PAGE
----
Tenba Cooper DSLR Backpack review

A perfect bag those who want to explore the city

TechRadar Verdict

As ever with backpacks, there's no way to get to your camera without taking the bag off, and some of the zippers on our brand new sample were a bit stiff, but otherwise the Tenba Cooper DSLR Backpack is both smart and clever. It's slim, neat and comfortable to wear and holds more than its looks suggest.


  • +

    Slim shape perfect for travel

  • +

    No dangling straps

  • +

    Holds camera and day gear

  • +

    Tough and hard-wearing


  • -

    Holds a tablet but no laptop

  • -

    Camera access awkward

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Backpacks are great for carrying a ton of camera gear over long distances, but you’re not always trekking across the Andes when you go out taking pictures; sometimes you’re jumping on to a crowded tram, threading your way through crowds or having to push your camera bag under the chair at a restaurant.

Regular photo backpacks can be a liability as well as an asset, whacking bus passengers in the face as you turn, getting their countless straps and buckles caught up in doors and probably blocking the entire width of the average medieval Italian alleyway.

Very often, then, you want a backpack that’s a bit smaller, a bit neater and a bit more civilised for the urban traveller rather than the rugged outdoor explorer.

And that’s the point of the Tenba Cooper DSLR Backpack – and there is an even slimmer one for mirrorless camera owners with less kit.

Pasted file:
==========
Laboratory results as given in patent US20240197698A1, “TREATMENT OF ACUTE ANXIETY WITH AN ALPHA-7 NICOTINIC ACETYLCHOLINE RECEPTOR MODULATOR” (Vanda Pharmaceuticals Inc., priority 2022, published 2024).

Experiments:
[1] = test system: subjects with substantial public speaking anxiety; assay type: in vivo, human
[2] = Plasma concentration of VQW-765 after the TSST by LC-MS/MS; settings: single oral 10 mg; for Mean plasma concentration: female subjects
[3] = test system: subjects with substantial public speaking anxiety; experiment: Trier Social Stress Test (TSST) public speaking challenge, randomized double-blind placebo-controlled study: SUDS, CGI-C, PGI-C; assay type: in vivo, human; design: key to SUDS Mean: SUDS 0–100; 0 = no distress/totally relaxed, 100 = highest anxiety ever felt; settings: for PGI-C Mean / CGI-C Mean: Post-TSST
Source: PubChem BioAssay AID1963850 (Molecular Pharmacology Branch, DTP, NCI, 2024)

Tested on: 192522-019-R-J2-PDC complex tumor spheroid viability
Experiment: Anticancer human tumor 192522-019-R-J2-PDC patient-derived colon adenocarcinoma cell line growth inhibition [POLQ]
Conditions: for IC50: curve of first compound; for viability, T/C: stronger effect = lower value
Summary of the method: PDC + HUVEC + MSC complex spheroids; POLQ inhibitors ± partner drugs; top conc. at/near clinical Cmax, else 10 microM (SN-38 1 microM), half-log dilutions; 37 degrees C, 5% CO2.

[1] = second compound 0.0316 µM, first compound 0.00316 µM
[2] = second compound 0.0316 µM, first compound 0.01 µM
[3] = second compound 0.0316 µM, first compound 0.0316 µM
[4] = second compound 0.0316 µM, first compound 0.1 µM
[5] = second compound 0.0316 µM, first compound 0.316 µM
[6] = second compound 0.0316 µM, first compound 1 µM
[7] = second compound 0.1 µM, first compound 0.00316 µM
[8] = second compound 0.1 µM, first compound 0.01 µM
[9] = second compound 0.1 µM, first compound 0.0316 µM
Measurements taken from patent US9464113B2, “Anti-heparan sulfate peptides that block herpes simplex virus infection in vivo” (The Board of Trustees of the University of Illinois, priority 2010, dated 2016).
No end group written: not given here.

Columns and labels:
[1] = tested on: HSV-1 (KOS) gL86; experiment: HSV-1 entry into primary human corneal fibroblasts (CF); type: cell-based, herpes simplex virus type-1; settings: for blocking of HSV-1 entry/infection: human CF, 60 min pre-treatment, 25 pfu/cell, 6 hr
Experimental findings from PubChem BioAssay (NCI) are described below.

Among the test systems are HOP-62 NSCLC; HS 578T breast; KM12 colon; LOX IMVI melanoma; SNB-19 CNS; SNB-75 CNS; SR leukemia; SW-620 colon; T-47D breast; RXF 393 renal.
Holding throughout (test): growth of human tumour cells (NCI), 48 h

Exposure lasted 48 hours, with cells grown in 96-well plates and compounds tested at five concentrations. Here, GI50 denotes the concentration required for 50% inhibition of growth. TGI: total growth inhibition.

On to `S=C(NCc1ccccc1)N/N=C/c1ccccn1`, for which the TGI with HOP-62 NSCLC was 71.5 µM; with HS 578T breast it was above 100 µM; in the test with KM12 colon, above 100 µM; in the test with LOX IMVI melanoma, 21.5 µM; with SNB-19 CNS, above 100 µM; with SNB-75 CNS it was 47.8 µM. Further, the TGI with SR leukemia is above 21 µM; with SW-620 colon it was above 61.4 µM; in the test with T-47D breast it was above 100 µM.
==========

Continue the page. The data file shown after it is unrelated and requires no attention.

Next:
Build and handling

This is a bag of two halves. The top half is finished in tough-feeling Cordura canvas and holds your regular day-to-day supplies. It’s big enough for a water bottle, some lunch and other supplies, and there are pockets stitched into the back for cables, disk drives, batteries and other essentials. 

Right at the back is a lightly-padded compartment large enough for a 10-inch tablet. It’s a shame you can’t squeeze in a laptop, but that would have needed a full-height pocket, which would have hindered the backwards-hinging action that gives access to the lower compartment, which is where you store your camera gear.

This goes into a padded insert (which can be lifted out if you just want to use this as a regular bag). The insert has two vertical dividers to separate the insert into three compartments, with top sections which fold over to support a camera body with lens fitted, plus two other horizontal divider flaps for when you want to stack lenses, say.


You can pack in a DSLR, a couple of lenses, a charger and cable into the bottom compartment and plenty of day to day stuff in the top compartment too, and still the bag doesn't bulge out and start getting in the way.

It holds so much that it can get pretty heavy, which become obvious when you hoist it on to your back. Once there, though, the padded straps and padded 'Airflow' inserts make it comfortable to wear. There's no waist or sternum strap to stabilise it, but it's such a snug fit on your back that unless you plan on doing a lot of running or leaping, it's not a problem.

As ever with backpacks, however, access is another story. If you want to get at your camera gear, you'll need to take the bag off to open it. But here its flat base keeps it upright when it's on the ground, and it’s water resistant too, so don't have to worry about putting it down on wet grass.

The zips look tough, but they are stiff too. It could just be the newness of our test sample, but the zipper to open the bottom compartment was particularly stubborn. The zipper itself works fine, but you need to fold back the protective fabric 'lip' first to stop it snagging.

The zippered front pocket is really useful for putting a phone, sunglasses, keys or anything else, however, and the 'hidden' rear passport pocket is useful too.

Tenba has succeeded in making a smart, slimline urban backpack that's much more city-friendly than regular backpacks. It holds plenty and it's comfortable to wear, too.

Rod Lawton is Head of Testing for Future Publishing’s photography magazines, including Digital Camera, N-Photo, PhotoPlus, Professional Photography, Photography Week and Practical Photoshop.